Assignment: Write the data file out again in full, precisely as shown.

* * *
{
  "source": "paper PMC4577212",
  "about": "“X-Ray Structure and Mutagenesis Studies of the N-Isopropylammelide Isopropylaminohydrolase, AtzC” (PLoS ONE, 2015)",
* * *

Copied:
{
  "source": "paper PMC4577212",
  "about": "“X-Ray Structure and Mutagenesis Studies of the N-Isopropylammelide Isopropylaminohydrolase, AtzC” (PLoS ONE, 2015)",